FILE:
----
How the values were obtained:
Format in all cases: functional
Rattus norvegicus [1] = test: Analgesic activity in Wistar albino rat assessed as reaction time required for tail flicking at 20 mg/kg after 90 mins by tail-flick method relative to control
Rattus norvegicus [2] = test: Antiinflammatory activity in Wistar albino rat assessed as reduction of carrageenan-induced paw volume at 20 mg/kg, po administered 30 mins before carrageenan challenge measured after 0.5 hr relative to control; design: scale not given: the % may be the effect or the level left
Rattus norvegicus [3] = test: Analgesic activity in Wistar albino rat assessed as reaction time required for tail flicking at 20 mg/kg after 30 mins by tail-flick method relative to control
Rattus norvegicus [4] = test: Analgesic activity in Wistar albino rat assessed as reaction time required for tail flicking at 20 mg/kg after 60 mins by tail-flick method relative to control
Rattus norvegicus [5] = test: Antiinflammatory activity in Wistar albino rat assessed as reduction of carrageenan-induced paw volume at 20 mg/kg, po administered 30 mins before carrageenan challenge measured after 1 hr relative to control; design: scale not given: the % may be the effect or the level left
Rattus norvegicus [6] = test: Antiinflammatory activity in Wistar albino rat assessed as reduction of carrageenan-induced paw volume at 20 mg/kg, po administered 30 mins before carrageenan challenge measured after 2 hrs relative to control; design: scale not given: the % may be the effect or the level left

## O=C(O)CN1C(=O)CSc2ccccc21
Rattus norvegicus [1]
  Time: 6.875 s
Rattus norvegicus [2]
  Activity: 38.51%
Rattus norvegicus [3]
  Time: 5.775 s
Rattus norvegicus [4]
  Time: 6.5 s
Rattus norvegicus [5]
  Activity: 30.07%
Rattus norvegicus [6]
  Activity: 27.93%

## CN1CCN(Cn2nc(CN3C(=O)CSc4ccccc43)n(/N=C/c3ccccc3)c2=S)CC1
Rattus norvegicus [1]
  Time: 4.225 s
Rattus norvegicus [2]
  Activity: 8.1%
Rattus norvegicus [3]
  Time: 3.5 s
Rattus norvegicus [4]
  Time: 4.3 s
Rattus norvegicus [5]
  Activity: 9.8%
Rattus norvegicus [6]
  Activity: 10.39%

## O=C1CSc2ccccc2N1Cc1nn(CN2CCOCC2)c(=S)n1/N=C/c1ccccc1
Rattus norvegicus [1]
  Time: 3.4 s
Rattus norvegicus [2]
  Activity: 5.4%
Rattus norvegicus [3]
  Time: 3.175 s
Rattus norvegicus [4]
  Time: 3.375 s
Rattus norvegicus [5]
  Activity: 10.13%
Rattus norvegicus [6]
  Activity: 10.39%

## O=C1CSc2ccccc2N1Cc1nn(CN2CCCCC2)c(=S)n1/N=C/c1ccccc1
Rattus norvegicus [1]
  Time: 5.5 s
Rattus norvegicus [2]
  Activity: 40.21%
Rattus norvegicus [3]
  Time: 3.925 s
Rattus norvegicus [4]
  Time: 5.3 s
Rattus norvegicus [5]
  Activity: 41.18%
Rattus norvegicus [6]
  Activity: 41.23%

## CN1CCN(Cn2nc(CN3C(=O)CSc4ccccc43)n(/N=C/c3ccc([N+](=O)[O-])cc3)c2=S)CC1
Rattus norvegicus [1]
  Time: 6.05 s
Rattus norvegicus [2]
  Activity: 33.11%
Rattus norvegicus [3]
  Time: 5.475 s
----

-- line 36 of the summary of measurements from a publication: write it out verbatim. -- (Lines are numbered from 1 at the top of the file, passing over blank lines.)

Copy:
Rattus norvegicus [1]